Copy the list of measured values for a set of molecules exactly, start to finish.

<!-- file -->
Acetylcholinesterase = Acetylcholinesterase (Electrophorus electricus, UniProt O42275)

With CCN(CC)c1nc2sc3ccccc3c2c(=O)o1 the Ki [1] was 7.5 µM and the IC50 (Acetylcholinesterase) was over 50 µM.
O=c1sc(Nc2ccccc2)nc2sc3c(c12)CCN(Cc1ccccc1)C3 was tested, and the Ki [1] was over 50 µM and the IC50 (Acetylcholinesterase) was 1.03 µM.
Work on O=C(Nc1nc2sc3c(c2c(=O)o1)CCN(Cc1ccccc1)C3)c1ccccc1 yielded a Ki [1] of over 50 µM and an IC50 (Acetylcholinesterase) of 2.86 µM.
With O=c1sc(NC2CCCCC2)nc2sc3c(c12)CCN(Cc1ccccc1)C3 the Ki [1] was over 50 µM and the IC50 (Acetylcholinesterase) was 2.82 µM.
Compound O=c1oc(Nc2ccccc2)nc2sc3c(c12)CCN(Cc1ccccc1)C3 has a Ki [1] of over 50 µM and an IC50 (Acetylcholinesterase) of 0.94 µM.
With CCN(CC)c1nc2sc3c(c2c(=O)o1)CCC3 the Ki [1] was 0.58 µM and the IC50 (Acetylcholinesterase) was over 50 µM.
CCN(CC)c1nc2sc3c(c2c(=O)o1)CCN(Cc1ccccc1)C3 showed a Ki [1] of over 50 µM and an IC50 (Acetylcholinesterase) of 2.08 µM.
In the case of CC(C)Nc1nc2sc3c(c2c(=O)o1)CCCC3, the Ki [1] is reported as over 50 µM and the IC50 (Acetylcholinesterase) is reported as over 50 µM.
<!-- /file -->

Acetylcholinesterase = Acetylcholinesterase (Electrophorus electricus, UniProt O42275)

With CCN(CC)c1nc2sc3ccccc3c2c(=O)o1 the Ki [1] was 7.5 µM and the IC50 (Acetylcholinesterase) was over 50 µM.
O=c1sc(Nc2ccccc2)nc2sc3c(c12)CCN(Cc1ccccc1)C3 was tested, and the Ki [1] was over 50 µM and the IC50 (Acetylcholinesterase) was 1.03 µM.
Work on O=C(Nc1nc2sc3c(c2c(=O)o1)CCN(Cc1ccccc1)C3)c1ccccc1 yielded a Ki [1] of over 50 µM and an IC50 (Acetylcholinesterase) of 2.86 µM.
With O=c1sc(NC2CCCCC2)nc2sc3c(c12)CCN(Cc1ccccc1)C3 the Ki [1] was over 50 µM and the IC50 (Acetylcholinesterase) was 2.82 µM.
Compound O=c1oc(Nc2ccccc2)nc2sc3c(c12)CCN(Cc1ccccc1)C3 has a Ki [1] of over 50 µM and an IC50 (Acetylcholinesterase) of 0.94 µM.
With CCN(CC)c1nc2sc3c(c2c(=O)o1)CCC3 the Ki [1] was 0.58 µM and the IC50 (Acetylcholinesterase) was over 50 µM.
CCN(CC)c1nc2sc3c(c2c(=O)o1)CCN(Cc1ccccc1)C3 showed a Ki [1] of over 50 µM and an IC50 (Acetylcholinesterase) of 2.08 µM.
In the case of CC(C)Nc1nc2sc3c(c2c(=O)o1)CCCC3, the Ki [1] is reported as over 50 µM and the IC50 (Acetylcholinesterase) is reported as over 50 µM.